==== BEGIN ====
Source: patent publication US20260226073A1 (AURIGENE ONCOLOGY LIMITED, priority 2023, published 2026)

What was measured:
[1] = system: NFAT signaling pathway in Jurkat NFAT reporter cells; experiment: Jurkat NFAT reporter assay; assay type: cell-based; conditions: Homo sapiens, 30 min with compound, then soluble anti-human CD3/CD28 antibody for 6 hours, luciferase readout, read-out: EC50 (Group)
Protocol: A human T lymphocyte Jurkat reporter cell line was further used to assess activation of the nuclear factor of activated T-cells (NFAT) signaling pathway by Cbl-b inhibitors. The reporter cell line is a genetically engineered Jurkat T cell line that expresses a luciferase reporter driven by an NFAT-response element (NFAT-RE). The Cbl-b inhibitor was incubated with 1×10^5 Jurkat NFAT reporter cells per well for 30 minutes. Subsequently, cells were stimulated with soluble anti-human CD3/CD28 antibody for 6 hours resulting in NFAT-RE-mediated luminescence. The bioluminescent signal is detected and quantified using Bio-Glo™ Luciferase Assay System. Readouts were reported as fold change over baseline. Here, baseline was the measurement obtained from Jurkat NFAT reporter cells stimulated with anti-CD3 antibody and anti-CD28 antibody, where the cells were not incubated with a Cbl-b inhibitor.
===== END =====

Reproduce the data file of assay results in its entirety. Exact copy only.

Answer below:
Source: patent publication US20260226073A1 (AURIGENE ONCOLOGY LIMITED, priority 2023, published 2026)

What was measured:
[1] = system: NFAT signaling pathway in Jurkat NFAT reporter cells; experiment: Jurkat NFAT reporter assay; assay type: cell-based; conditions: Homo sapiens, 30 min with compound, then soluble anti-human CD3/CD28 antibody for 6 hours, luciferase readout, read-out: EC50 (Group)
Protocol: A human T lymphocyte Jurkat reporter cell line was further used to assess activation of the nuclear factor of activated T-cells (NFAT) signaling pathway by Cbl-b inhibitors. The reporter cell line is a genetically engineered Jurkat T cell line that expresses a luciferase reporter driven by an NFAT-response element (NFAT-RE). The Cbl-b inhibitor was incubated with 1×10^5 Jurkat NFAT reporter cells per well for 30 minutes. Subsequently, cells were stimulated with soluble anti-human CD3/CD28 antibody for 6 hours resulting in NFAT-RE-mediated luminescence. The bioluminescent signal is detected and quantified using Bio-Glo™ Luciferase Assay System. Readouts were reported as fold change over baseline. Here, baseline was the measurement obtained from Jurkat NFAT reporter cells stimulated with anti-CD3 antibody and anti-CD28 antibody, where the cells were not incubated with a Cbl-b inhibitor.